Summary Every day there are more decent change tools available on the market. Using these tools can be extremely helpful and can increase the chances of your organization implementing its change efforts successfully.
The only way we know to maximize the results you get from transformation is an entire enterprise of awake and responsible people working together, across boundaries, in pursuit of what is best for the overall organization.An amount that has to be paid or given up in order to get something..
In business, cost is usually a monetary valuation of (1) effort, (2) material, (3) resources, (4) time and utilities consumed, (5) risks incurred, and (6) opportunity forgone in production and delivery of a good or service.
All expenses are costs, but not all costs (such as those incurred in acquisition of an income. The Center on Innovation and Improvement ceased operation in October of The resources below may be of interest to you.
• To log into Indistar, go to www. Summary: Transformative learning is a theory of adult learning that utilizes disorienting dilemmas to challenge students’ r-bridal.comts are then encouraged to use critical thinking and questioning to consider if their underlying assumptions and beliefs about the world are accurate.
References * For nontechnical reading about transformational and transactional leadership, the following are suggested: James MacGregor Burns's Leadership (Harper, ); Bernard M. Bass's Leadership and Performance Beyond Expectations (Free Press, ) and “Leadership: Good, Better, Best” (Organizational Dynamics, ); Noel Tichy and Michelle Devanna's Transformational Leadership.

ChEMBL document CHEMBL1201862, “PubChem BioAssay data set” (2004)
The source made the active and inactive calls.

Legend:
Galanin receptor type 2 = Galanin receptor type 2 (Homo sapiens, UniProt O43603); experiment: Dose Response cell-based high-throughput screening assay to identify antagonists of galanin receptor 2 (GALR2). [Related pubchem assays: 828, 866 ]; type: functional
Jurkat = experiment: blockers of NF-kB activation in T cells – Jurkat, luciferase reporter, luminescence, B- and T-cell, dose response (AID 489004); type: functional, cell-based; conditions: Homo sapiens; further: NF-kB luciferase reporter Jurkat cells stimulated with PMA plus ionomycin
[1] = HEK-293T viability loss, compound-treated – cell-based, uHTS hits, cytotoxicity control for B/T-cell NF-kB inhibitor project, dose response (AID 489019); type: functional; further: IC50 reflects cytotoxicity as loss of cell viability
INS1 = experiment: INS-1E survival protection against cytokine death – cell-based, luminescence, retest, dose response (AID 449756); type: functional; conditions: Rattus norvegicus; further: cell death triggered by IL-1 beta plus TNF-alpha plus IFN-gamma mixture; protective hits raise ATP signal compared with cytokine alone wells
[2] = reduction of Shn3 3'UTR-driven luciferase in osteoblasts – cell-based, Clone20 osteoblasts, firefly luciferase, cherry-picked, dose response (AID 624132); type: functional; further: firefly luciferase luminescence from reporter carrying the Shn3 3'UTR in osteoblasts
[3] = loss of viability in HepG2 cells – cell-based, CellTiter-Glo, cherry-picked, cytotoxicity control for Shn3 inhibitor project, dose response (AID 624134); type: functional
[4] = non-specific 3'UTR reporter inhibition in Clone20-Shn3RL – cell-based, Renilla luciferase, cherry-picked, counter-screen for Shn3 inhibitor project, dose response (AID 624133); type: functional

Welcome to the ‘Literacies‘ website, which presents supporting material for the book by Mary Kalantzis and Bill Cope, published in its second edition by Cambridge University Press in with two additional authors, Eveline Chan and Leanne Dalley-Trim.
‘Literacies’ presents a contemporary approach to literacy learning and teaching, developing and extending ‘Multiliteracies’ theory. YOU ARE INVITED to participate in the Earthdance Worldwide Synchronized Peace Prayer – a four minute dance for peace held simultaneously at events around the globe and also live broadcast on YouTube so that folks at home can participate alone or in small groups, dinner parties and small gatherings wherever YOU are..
The Prayer for Peace is an incredible experience of global unity – to .